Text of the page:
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Inside Asakusa Kannon Temple

Bairin (active 1894)

 Japanese Color Woodblock Print

Inside Asakusa Kannon Temple

by Narazaki Eishō, originally 1932

Title Page from the series Annual Events of the Edo Theater

IHL Cat. #230A and #230

About This Print

Source: Shin-Hanga: New Prints in Modern JapanKendall Brown, Hollis Goodall-Cristante, Los Angeles County Museum of Art, 1996, p. 83, figure 113, cat. no. 93.
Inside Asakusa Kannon Temple nicely captures the atmosphere within this venerable Tokyo landmark, where the hum of voices, clink of coins thrown into the offering box, and flutter of pigeons in the rafters reverberate off the dusty wooden floor.  This cacophony is paralleled by the visual confusion of colorful kimonos, flying birds, huge lanterns, and votive paintings, all competing for space in the half-lit interior.  While shin hanga prints of Tokyo usually avoid crowd scenes to find beauty in the empty stillness of the city, Narazaki’s depiction of visitors at a famous temple provides a noteworthy exception.

Both these prints carry the round 6mm seal of Watanabe publishing (lower right corner on #230A and lower left corner on #230) but they show numerous subtle differences introduced during the printing process.  It is likely that print #230 is an earlier printing as some of its lines look crisper than 230A.  As always, clicking on the above images will provide an enlargement allowing you to make your own comparison between the two printings.

Asakusa Kannon Temple

Source: University of Alberta Museum website http://www.museums.ualberta.ca/art/details.aspx?key=15995&r=9&t=1
The Asakusa Kannon Temple (also known as Sensoji Temple) is Tokyo's largest and oldest Buddhist temple and a significant tourist attraction. Legend says that in the year 628, two brothers fished a statue of Kannon, the goddess of mercy, out of the Sumida River, and even though they put the statue back into the river, it always returned to them. When approaching the temple, visitors first enter through the Kaminarimon (Thunder Gate), the outer gate of the Sensoji and symbol of Asakusa which is marked by a 10 foot high paper lantern. The temple has been destroyed and rebuilt numerous times and is a significant part of Japanese and Buddhist heritage. Lanterns occupy much of the area of the Sensoji temple and are often imprinted with names of families, Buddhist blessings, well wishes and even swastika's. The swastika, while having a negative Western connotation, is a sacred Buddhist symbol (occurring throughout history as early as the Paleolithic age and in many different cultures) often signifying balance or universal harmony and re-creation or infinity.

Source: Los Angeles County Museum of Art website - Exhibition Wall Label from Japanese Prints: Edo/Tokyo http://collectionsonline.lacma.org/mwebcgi/mweb.exe?request=record;id=103602;type=101

Located in the north eastern outskirts of Edo, on the road to the Yoshiwara, Asakusa abounded with temples to guard the unlucky north east quadrant of the city, that direction being considered a source of evil. Among these temples, the Asakusa Kannon temple was in close enough proximity to the Yoshiwara ("pleasure quarter", that convenient “rest stops”, including tea houses, dining and shopping places, for the latter’s customers were built in adjacent areas. As such, Asakusa became linked in the public’s mind with the Yoshiwara. The temple itself is famous for its grand-scale red lanterns, which artists have featured repeatedly in prints since the early 1800s.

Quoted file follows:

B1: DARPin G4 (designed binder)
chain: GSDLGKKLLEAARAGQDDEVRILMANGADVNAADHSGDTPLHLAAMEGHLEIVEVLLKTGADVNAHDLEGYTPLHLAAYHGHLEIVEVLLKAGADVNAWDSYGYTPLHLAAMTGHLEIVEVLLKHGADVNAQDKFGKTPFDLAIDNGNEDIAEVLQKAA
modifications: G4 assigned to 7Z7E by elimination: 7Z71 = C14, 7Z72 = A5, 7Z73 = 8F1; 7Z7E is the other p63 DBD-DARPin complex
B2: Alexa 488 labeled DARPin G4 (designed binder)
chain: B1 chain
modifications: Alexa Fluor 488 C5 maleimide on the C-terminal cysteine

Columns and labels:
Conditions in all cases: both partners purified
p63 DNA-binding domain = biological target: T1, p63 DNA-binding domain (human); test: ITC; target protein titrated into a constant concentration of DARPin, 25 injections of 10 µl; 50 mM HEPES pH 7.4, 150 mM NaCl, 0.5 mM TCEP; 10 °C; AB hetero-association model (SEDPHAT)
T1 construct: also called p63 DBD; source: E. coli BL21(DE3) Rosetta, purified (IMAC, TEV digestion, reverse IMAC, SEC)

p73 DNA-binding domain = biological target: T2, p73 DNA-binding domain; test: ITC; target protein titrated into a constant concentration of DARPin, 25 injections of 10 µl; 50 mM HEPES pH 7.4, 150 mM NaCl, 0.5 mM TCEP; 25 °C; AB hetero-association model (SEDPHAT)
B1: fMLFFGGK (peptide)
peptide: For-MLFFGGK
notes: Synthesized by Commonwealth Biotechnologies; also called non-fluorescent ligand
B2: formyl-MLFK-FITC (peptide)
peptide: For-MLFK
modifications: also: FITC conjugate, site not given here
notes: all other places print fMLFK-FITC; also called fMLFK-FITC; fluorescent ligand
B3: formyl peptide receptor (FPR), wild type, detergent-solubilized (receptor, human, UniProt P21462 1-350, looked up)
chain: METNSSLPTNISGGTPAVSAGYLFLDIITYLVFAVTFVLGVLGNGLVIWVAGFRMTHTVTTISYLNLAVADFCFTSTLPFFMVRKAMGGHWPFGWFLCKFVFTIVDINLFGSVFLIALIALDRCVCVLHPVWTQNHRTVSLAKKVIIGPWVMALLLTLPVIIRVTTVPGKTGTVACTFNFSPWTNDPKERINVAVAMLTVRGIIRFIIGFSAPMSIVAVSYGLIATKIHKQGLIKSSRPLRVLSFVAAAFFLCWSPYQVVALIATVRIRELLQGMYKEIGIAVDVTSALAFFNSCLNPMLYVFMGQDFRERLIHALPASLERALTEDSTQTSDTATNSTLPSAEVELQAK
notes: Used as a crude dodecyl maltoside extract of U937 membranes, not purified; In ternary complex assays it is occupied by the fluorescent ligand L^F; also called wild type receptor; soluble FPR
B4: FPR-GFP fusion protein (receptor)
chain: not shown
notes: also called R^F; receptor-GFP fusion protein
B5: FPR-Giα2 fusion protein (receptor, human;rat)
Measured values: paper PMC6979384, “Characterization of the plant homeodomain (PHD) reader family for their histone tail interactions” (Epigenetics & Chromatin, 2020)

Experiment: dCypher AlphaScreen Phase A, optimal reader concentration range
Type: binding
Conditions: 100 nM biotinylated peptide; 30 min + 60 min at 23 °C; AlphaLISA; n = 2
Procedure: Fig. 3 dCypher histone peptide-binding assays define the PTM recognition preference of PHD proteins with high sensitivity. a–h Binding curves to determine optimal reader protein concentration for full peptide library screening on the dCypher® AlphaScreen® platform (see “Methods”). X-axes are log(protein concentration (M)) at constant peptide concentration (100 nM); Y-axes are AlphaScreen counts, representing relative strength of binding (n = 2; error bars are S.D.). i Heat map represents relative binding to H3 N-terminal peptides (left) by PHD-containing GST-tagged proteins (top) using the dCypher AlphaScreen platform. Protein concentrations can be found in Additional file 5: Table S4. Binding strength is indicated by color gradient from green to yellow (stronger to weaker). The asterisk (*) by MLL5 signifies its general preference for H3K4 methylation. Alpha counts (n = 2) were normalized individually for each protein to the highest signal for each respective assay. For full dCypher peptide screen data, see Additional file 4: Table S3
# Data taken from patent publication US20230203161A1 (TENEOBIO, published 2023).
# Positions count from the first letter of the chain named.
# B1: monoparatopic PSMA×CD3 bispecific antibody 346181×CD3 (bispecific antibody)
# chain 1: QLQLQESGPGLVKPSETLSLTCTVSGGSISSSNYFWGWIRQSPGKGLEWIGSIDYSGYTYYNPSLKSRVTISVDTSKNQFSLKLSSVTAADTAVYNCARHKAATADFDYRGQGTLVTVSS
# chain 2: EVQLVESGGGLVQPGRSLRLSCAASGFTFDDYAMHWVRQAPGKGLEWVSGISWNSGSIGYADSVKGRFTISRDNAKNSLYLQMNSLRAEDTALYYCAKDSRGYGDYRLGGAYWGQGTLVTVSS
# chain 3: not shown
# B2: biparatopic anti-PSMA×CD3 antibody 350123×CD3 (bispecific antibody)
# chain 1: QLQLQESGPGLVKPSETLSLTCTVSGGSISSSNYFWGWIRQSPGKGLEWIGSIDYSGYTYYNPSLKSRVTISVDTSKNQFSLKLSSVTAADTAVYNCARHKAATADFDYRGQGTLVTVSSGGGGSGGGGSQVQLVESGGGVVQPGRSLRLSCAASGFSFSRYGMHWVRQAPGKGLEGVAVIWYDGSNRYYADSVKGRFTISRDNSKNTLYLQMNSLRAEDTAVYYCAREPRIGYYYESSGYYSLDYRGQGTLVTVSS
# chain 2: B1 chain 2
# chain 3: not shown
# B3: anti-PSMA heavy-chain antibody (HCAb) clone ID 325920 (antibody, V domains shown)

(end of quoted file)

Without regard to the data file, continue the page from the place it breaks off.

Print Details

 IHL Catalog #230 and #230A
 Title Inside Asakusa Kannon Temple (Asakusa Kanzeon no naidô)
 Narazaki Eishō (1864-1936)
 Seal Eishō
 Publication Date March 1932
 Edition Later editions published between 1946-1957 with publisher's 6mm round type-A seal in lower left corner on #230 and lower right corner on #230A.
 Publisher  Watanabe Shōzaburō
 Impression excellent
 Colors excellent
 Condition #230: good - mounting residue from original folio verso top margin center; mounting residue front top margin; 1/4" x 1/2" sticker remnant verso; slight overall toning
 #230A: excellent - two print drying holes left margin
 Genre shin hanga (new prints)
 Format Oban tate-e
 H x W Paper #230: 15 1/2 x 10 3/8 in. (39.8 x 26.4 cm)
 #230A 15 1/4 x 10 1/4 in. (38.7 x 26 cm)
 H x W Image #230: 14 1/4 x 9 5/8 in. (36.2 x 24.4 cm)
 #230A: 14 1/4 x 9 5/8 in. (36.2 x 24.4 cm)
 Collections This Print  Los Angeles County Museum of Art M.73.37.525 (Watanabe black circular seal, likely 6mm, bottom right of image); University of Iowa. Museum of Art and 1968_233 (Watanabe black circular seal, likely 6mm, bottom right of image); Museum of Fine Arts Boston 50.2848 (Watanabe black circular seal, likely 6mm, bottom right of image); Carnegie Museum of Art 89.28.1088 (with Watanabe D-type seal); University of Alberta Art Collection 2001.6.21 (unknown edition); Yale University Art Gallery 1969.31.36 (with Watanabe D-type seal)
 Reference Literature Shin-Hanga: New Prints inModern Japan, Kendall Brown, Hollis Goodall-Cristante, Los Angeles County Museum of Art, 1996, p. 83, Fig. 113; Japanese Wood-block Prints, Shizuya Fujikake, Japan Travel Bureau, 1938, p. 94, 95; The Legacy of Japanese Printmaking, Barry Till, Art Gallery of Greater Victoria, 1986, plate 62; Modern Japanese Prints: The Twentieth Century, Amanda T. Zehnder, Carnegie Museum of Art, 2009, p. 132; Hanga ni miru Tokyo no fukei; Kanto daishinsai kara senzen made, Ota Kuritsu Kyodo Hakubutsukan, 2002, pl. 213, p. 50.